$23 million pipeline bringing water, potatoes to thousands of acres in the Horse Heavens

New irrigation pipeline for Horse Heaven Hills

See construction of a newly completed 8-mile pipeline from the Columbia River near Paterson that allows the Washington State Department of Natural Resources to irrigate more than 3,000 acres of public land for the first time.
Up Next
See construction of a newly completed 8-mile pipeline from the Columbia River near Paterson that allows the Washington State Department of Natural Resources to irrigate more than 3,000 acres of public land for the first time.

A whole lot of water and a whole lot of new crops are headed to Benton County.

Under a deal with the state, Frank Tiegs LLC, a subsidiary of Pasco-based Washington Potato Co., spent nearly $23 million to build an eight-mile pipeline carrying Columbia River water to irrigate fields in the Horse Heaven Hills.

The Washington Department of Natural Resources will announce Tuesday that the project near Paterson began pumping water earlier this month. The project will bring water to 3,100 acres of the 5,000-acre state parcel.

The company, which takes its name from Washington Potato president Frank Tiegs, has a long-term lease that increases the value of the land and preserves a water right that was in danger of expiring.

Under the deal, Frank Tiegs LLC fronted the cost to build the pipeline in exchange for abated rent. The lease expires Dec. 31, 2043.

Critically, it authorizes the company to plant row crops such as potatoes, onions, field corn, sweet corn, timothy hay, peas, carrots, cereal grains and peppers on what has been dryland acreage. Other crops could be added too.

potato field
Under a deal with the state, a Pasco-based potato company built an eight-mile pipeline to irrigate fields in the Horse Heaven Hills with Columbia River water and plant crops such as potatoes, onions and more. File AP

The deal also preserves public hunting and fishing and some other public uses.

Threatened water right

DNR had struggled to find a partner willing to bring water to the property in recent years. It was in danger of losing its water right in 2020 under the state’s use-it-or-lose it rules.

Commissioner of Public Lands Hilary Franz acknowledged the irony of announcing a project that pumps water the same week Gov. Jay Inslee declared a drought emergency.

It would have been irresponsible to let a water right disappear.

“If we don’t use it, we lose it,” she told the Tri-City Herald. “It would have been a breach of fiduciary duty to the school trusts.”

The state values its water right to 13,713 acre-feet/year for 3,453 acres (nearly 4 acre/feet per acre) at nearly $41 million.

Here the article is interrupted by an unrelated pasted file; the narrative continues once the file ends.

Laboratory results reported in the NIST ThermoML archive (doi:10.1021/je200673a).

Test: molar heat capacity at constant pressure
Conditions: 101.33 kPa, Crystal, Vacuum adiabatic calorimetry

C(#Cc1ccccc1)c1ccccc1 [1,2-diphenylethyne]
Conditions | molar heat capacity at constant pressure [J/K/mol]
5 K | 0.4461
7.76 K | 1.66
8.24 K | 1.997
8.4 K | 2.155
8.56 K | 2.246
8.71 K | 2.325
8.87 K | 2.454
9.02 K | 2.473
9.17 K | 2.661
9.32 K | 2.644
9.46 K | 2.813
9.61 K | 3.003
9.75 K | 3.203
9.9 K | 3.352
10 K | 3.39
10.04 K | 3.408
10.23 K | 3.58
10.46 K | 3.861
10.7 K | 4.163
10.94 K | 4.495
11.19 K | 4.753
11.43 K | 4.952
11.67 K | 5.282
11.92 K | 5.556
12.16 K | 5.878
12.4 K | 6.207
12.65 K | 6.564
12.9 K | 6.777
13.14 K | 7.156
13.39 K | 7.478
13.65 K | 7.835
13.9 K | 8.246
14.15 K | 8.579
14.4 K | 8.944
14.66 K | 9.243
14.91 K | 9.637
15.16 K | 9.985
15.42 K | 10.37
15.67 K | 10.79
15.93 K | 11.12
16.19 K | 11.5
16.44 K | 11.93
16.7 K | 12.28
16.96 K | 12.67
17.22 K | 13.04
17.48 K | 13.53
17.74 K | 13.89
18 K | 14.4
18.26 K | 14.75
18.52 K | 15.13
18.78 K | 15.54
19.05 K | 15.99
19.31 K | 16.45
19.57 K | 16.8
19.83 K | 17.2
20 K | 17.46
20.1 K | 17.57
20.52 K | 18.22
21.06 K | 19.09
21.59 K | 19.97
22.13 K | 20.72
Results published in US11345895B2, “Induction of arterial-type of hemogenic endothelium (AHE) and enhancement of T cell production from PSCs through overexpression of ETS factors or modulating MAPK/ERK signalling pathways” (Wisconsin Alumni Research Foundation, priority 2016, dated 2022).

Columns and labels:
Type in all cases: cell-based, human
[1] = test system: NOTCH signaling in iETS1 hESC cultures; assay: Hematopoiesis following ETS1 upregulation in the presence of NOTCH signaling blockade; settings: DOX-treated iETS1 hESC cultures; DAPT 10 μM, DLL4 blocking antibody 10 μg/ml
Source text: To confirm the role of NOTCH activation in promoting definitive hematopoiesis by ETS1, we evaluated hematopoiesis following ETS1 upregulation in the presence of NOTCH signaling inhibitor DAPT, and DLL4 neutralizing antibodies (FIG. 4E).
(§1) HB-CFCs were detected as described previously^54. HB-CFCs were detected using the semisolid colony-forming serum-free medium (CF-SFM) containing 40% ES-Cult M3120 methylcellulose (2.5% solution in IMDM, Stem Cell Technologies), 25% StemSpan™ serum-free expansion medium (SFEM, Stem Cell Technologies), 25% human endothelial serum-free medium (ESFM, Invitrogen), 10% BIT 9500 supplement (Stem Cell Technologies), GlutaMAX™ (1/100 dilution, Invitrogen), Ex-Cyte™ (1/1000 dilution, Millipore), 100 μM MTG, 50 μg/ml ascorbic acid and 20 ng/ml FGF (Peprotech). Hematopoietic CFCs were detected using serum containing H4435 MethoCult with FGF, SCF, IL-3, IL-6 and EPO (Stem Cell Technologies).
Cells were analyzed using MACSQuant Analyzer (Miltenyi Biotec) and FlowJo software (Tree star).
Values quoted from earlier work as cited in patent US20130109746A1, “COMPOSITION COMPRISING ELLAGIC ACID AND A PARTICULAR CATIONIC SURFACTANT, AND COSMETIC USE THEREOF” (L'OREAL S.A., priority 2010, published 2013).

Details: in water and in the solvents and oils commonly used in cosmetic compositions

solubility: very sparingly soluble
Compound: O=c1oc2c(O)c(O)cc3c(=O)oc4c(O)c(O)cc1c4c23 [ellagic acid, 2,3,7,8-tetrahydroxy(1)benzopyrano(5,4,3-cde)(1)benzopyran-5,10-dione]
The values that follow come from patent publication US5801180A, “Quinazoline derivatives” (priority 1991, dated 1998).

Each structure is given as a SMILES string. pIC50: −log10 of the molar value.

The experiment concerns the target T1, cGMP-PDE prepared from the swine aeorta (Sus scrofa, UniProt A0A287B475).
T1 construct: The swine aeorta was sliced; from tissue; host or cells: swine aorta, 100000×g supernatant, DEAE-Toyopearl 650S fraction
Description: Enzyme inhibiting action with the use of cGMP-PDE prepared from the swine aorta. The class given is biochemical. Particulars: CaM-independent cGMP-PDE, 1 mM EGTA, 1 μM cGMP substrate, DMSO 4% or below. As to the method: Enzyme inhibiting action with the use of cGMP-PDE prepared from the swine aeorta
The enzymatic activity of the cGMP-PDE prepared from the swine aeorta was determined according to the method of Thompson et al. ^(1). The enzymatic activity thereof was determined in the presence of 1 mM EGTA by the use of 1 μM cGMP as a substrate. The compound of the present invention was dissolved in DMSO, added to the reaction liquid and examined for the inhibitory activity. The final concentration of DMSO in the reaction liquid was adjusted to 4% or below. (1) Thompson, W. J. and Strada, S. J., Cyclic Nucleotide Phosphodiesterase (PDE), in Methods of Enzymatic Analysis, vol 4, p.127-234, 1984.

The rights were secured in 1977 but only a small portion was put to use elsewhere. A portion was relinquished, DNR said.

DNR first advertised the opportunity more than three years ago, drawing complaints from wheat farmers who said they didn’t receive enough notice.

The 63-page lease spells out in detail the steps Frank Tiegs LLC must take to complete the water line and how, and what, it may grow on the property.

It will develop irrigated row crops on 3,100 acres with nearly 940 set aside for wildlife habitat.

A Pasco-based potato company will plant row crops such as potatoes, onions, field corn and more on what has been dryland acreage and irrigate it with Columbia River water. File Tri-City Herald

Increased property value

The deal significantly increases the property’s value commercial value to DNR, which manages state land on behalf of a series of school trusts.

With irrigation in place, the Benton County property will yield roughly $625,000 in annual rent, a fourfold increase over its value as dryland wheat.

Besides paying rent, agricultural tenants pay a leasehold tax. The rate is higher for irrigated land than dry.

As a dryland wheat farm, the property generated about $12,000 per year in leasehold taxes.

As irrigated, land, that will rise to about $80,000. The revenue is distributed to various taxing entities by the Department of Revenue.

Water is drawn at the Columbia Water and Power District’s diversion station at River Mile 166, south of the property.

The pipeline crosses property owned by Ste. Michelle, Glade Creek LLC, Lamb Weston, Horrigan Farms Inc. and Benton County.

Frank Tiegs and Washington Potato, aka Oregon Potato, could not be reached about their plans.

The company has offices in Kennewick and is a key regional player in the vegetable and fruit sector.

In addition to growing, it processes, packs, blends and distributes agricultural products.

Wendy Culverwell writes about local government and politics, focusing on how those decisions affect your life. She also covers key business and economic development changes that shape our community. Her restaurant column and health inspection reports are reader favorites. She’s been a news reporter in Washington and Oregon for 25 years.